I can spot them in my North Berkeley neighborhood a mile away: Clumps of mostly middle-aged and conservatively-dressed tourists circling around youngish, mostly female, clipboard-toting tour guides and nibbling on tasty treats in front of popular foodie shops and iconic cafes and restaurants. Like flocks of hungry pigeons around bags of bird seed.
More from Zester Daily:
These gourmet tasting tours, led by what one tour company calls “epicurean concierges,” are sprouting up all over America and the impact on the broader culture — national and international — is mushrooming. Witness the virtual takeover of CNN by Anthony Bourdain and his far-flung gourmet adventures in the recent series “Parts Unknown.” Bourdain did not invent American gastro-tourism, but he’s exporting it to every corner of the planet.
Globally, the zest for food-centric tourism is, at least marginally, all to the good for underdeveloped Asian, African and Latin American countries and Europe’s struggling southern tier economies hungry for tourist dollars and euros.
Locally, the phenomenon is coming to a neighborhood near you. In fact, it’s already here. Just about every major American city I’ve checked offers gourmet walking or bus tours now, combining tastes of neighborhood specialties with narratives about local history and architecture.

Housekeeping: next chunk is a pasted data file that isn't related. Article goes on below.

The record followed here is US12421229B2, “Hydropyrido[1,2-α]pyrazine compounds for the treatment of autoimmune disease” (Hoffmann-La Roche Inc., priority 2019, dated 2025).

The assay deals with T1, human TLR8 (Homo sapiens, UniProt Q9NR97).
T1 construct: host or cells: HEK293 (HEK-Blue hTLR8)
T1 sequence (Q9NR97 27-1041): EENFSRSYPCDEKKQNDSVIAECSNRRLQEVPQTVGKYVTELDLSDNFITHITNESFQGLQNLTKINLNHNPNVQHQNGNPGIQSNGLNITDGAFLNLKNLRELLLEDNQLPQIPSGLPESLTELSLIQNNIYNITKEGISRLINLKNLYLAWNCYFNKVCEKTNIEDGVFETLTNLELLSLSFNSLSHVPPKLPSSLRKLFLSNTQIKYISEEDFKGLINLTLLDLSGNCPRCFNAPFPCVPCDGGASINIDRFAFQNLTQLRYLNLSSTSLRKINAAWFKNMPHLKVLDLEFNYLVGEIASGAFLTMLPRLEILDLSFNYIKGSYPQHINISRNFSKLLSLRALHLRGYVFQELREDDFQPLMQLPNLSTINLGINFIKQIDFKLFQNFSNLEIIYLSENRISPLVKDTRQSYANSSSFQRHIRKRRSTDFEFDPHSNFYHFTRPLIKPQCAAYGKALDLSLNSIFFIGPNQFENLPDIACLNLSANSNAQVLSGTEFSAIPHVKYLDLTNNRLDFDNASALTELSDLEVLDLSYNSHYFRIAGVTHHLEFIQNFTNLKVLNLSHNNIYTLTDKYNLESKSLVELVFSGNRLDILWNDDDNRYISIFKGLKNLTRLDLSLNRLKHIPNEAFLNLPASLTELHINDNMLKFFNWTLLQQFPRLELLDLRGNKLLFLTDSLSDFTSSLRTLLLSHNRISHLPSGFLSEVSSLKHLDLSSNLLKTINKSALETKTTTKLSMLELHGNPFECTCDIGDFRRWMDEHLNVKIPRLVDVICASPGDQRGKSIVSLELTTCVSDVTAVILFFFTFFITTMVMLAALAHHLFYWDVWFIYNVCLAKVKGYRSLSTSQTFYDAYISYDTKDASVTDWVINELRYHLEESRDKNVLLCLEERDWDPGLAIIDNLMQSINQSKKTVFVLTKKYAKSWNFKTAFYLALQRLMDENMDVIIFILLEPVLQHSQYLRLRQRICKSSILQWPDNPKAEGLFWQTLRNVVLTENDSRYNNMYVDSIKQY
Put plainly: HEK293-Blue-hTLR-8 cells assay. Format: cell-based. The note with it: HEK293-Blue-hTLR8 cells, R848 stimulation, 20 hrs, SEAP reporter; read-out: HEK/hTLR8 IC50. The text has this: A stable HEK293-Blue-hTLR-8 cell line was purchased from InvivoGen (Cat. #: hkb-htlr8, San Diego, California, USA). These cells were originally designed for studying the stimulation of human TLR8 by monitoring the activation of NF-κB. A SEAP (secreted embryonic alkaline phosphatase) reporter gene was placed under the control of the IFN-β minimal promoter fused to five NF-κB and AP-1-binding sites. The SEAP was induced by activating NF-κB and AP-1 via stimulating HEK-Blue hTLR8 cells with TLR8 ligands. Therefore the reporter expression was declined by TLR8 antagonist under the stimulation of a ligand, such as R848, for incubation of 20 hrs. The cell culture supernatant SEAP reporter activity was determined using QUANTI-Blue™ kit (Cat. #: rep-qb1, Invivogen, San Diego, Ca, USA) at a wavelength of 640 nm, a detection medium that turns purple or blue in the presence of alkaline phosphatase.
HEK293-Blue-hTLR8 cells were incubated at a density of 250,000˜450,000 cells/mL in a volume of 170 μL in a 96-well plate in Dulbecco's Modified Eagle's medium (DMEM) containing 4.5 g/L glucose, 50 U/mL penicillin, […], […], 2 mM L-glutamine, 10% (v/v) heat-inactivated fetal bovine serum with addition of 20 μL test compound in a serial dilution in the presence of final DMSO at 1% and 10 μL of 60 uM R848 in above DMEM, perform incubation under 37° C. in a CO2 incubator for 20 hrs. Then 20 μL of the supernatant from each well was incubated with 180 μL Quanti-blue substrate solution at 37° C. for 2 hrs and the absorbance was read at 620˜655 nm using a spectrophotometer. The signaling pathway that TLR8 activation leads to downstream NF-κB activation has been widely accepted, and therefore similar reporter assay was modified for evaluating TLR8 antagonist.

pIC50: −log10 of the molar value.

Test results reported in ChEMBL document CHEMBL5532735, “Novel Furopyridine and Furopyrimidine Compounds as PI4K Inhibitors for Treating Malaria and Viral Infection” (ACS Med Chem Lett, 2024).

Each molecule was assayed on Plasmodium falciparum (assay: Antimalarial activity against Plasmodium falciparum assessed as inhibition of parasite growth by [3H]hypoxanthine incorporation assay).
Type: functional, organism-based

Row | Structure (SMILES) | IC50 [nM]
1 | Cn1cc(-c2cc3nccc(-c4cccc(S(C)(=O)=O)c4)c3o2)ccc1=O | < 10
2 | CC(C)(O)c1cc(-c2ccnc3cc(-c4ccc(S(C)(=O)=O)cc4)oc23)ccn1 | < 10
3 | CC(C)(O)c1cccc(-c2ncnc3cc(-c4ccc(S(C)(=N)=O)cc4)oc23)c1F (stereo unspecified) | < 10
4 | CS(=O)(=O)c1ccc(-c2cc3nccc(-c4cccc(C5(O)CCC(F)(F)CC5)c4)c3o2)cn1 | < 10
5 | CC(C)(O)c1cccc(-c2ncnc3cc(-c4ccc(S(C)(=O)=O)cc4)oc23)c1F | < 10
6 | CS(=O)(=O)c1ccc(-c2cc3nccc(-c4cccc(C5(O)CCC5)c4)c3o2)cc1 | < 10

In my neck of the woods, the San Francisco Bay Area, a company called Viator leads tasting tours of Fisherman’s Wharf, Chinatown and North Beach for $69 a ticket. Another tour company, Edible Excursions, has $75 apiece tours of Japantown and The Mission in San Francisco, and the trendy Temescal corridor in Oakland. But it was the $75 tasting tour in my own Berkeley hood, dubbed now the Gourmet Ghetto, that I could not resist.
If you can’t beat ’em, join ’em
The online itinerary for my tour offered taste treats at some of the last surviving ghetto establishments that helped launch the California cuisine revolution and its foundational mantra “fresh, local, seasonal” in the 1960s and ’70s — including a coffee tasting at the original Peet’s Coffee & Tea shop and a cheese sampler at the worker-owned Cheese Board.
Although iconic Chez Panisse, the ghetto’s and California cuisine’s mother ship, does not participate in the ghetto’s tours, other veteran and newbie establishments do, including Poulet (roast chicken bites), Saul’s Deli (mini pastrami sandwiches), the Cheese Board’s Pizza Collective (pizza slices) and the recently opened Local Butcher Shop (charcuterie tastes). Gone but not forgotten in the ghetto’s historical narrative are Victoria Wise’s legendary Pig-by-the-Tail Charcuterie and Alice Medrich’s celebrated Cocolat.
The Gourmet Ghetto’s 800-pound historical elephant
If the obvious draw of these tours is food tasting, it seems to me that the narrative behind the food — in this case, the stories of the ghetto’s offbeat community and its radical “simple food” philosophy — is the true content of the tours. Or should be. I wondered whether my guide would agree?
Yes and no. Her facts were certainly accurate and the stories reasonably nuanced, as nuanced as one might expect from someone who wasn’t even born when the ghetto’s identity was being shaped. But there was an 800-pound historical elephant in the ghetto, something our guide didn’t know or didn’t think important to comment on — the fact that the very name “Gourmet Ghetto,” now the city-endorsed designation for our neighborhood, started out as a joke.